January 3, 1942, remains written in black letters in the history of the Serbian people – on that date, Nazi authorities issued decrees that meant death and suffering for many Serbs.
On that day, Nazi Germany established 23 concentration camps in Norway which held more than 4,500 Yugoslavs, mostly Serbs.
The most notorious were Beisfjord, Botn, Erlandet, Falstad, Korgan, Osen, to where people mostly from the concentration camp in Staro Sajmište in Belgrade were sent.
Until April 1943, 4,680 people were deported, of whom more than 3,000 were killed.
Norwegian anti-Fascists helped camp inmates by leaving food and cigarettes hidden by the road which they used to go to forced labor and by organizing escapes to neutral Sweden for a small number who managed to escape from concentration camps.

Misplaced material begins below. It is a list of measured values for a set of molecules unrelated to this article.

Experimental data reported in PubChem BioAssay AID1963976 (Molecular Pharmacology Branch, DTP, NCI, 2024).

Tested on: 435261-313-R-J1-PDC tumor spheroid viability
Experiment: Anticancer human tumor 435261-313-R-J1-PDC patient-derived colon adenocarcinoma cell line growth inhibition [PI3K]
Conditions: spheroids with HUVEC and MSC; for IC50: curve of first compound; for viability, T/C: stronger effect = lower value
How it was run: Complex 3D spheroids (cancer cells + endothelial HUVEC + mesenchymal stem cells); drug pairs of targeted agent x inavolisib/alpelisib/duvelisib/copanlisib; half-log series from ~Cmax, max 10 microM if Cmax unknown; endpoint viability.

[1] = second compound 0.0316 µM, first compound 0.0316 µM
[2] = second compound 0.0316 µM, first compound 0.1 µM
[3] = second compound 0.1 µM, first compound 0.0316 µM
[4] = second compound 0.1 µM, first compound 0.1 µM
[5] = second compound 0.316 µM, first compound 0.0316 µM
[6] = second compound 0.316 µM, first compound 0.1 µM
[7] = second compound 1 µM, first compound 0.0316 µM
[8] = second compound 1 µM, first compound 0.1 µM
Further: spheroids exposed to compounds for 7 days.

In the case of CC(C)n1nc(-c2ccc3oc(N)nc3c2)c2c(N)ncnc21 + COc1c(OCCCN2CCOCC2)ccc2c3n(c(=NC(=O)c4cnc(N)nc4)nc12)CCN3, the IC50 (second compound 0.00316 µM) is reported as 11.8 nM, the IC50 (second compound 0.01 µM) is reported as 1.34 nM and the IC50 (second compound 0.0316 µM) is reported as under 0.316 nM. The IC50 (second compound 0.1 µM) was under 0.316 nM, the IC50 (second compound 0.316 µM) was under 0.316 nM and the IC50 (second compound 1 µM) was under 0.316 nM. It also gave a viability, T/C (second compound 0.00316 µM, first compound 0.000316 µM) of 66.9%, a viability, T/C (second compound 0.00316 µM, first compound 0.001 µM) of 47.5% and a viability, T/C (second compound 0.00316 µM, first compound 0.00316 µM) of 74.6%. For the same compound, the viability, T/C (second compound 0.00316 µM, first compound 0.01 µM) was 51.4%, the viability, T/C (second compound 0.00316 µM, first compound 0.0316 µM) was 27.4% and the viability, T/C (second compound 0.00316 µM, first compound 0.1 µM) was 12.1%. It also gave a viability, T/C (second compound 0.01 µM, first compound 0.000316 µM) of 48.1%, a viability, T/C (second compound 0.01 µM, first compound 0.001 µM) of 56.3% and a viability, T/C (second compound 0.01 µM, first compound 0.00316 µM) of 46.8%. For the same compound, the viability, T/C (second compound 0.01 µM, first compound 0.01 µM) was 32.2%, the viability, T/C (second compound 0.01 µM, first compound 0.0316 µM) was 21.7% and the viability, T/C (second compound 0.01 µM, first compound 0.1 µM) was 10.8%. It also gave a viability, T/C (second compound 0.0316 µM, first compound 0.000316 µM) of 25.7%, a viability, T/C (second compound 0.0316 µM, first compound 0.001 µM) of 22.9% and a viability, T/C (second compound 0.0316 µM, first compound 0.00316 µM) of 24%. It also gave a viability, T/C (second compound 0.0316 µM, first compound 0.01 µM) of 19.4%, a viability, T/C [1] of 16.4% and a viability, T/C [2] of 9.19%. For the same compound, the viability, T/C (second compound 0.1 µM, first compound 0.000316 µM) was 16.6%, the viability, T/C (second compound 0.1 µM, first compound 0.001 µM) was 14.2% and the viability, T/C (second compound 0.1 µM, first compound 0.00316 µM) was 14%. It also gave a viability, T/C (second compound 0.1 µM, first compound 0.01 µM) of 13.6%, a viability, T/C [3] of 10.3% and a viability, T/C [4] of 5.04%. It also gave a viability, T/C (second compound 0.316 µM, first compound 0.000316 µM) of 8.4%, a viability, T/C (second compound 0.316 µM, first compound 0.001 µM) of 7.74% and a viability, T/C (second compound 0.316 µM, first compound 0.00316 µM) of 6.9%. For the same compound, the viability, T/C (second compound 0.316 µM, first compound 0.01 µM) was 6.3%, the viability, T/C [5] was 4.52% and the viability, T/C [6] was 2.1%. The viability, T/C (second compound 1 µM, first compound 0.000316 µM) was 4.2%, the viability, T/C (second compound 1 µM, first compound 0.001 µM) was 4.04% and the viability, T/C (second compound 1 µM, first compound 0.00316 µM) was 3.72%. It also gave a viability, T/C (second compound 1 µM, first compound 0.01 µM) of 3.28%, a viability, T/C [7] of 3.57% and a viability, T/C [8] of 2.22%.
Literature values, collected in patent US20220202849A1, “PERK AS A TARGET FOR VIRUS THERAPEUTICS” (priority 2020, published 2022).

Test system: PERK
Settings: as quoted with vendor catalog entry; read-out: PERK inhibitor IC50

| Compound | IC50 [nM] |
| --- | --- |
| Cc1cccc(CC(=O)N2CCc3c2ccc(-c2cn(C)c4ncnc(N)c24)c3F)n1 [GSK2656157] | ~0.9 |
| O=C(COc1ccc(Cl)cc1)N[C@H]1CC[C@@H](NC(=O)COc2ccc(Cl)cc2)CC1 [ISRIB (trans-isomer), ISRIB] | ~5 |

After the war, 1,300 surviving internees founded an association with friends from Norway.
On January 3, 1942, Croatian Nazis – Ustashe, burned and looted the Serbian villages of Gornji Vrhovci, Kantarovci, Kruševo, Šušnjare, Cicvare, Grđavica, Bjelajce on Mount Papuk, and threw many Serbs alive in the fire.
This was one of the gravest crimes committed against Serbs in the Independent State of Croatia /NDH/.
The German commander for Serbia in WWII issued an order by which it was forbidden, under threat of death, to hide Jews and keep Jewish things, money, and securities.
Nonetheless, many Serbs risked their lives and saved many Jews from certain death.
As punishment, they were sent to concentration camps in Banjica, Sajmište or were transported to Nazi concentration camps all over Europe.